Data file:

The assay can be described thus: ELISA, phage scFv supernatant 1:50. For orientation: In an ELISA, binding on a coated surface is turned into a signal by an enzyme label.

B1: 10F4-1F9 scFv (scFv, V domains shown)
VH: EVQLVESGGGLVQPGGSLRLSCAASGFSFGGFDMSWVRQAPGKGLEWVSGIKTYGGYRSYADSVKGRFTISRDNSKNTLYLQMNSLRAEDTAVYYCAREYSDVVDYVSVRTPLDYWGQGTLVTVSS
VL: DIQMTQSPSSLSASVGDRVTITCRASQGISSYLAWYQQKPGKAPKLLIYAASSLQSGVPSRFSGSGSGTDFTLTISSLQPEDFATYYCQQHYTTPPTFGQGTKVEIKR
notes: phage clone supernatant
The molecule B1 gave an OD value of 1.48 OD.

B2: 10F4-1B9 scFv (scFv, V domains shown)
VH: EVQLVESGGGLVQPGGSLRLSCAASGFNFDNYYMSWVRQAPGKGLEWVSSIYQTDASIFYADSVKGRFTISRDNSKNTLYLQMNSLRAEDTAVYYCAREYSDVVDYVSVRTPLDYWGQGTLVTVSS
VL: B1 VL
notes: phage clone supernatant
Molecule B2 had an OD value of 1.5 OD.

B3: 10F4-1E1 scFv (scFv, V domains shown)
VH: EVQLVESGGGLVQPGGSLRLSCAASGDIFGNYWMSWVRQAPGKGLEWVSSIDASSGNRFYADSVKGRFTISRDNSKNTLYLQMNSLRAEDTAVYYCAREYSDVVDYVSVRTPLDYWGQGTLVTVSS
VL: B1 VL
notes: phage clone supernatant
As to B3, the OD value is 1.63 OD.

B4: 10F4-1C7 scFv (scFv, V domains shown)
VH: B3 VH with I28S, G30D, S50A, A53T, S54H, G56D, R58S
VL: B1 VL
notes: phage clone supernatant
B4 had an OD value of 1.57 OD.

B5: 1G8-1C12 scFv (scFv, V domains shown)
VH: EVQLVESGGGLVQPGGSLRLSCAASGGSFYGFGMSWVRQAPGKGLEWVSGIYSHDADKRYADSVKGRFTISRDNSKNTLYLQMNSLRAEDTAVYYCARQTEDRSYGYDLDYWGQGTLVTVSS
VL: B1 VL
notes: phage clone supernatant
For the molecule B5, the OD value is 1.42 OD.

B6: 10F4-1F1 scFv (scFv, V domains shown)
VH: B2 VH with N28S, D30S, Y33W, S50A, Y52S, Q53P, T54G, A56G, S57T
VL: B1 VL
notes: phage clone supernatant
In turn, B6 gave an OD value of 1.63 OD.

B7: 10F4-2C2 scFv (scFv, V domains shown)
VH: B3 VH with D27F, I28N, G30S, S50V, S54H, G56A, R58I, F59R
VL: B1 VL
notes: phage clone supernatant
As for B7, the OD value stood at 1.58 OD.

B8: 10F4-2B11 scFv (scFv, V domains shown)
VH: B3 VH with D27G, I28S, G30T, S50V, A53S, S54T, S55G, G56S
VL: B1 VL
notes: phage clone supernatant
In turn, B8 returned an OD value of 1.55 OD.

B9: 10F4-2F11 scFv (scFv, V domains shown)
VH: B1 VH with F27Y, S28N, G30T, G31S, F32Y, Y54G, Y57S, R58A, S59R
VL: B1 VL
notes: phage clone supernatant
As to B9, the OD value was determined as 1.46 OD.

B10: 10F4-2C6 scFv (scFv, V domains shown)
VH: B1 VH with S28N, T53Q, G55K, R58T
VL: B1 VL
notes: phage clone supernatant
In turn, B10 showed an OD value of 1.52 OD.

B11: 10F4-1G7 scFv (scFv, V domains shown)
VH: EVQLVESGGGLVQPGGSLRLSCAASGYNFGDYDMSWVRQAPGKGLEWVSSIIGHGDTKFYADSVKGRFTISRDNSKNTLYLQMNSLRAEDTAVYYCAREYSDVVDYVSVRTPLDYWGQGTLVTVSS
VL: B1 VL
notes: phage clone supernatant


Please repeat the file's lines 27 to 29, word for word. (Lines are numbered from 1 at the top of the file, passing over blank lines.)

B6: 10F4-1F1 scFv (scFv, V domains shown)
VH: B2 VH with N28S, D30S, Y33W, S50A, Y52S, Q53P, T54G, A56G, S57T
VL: B1 VL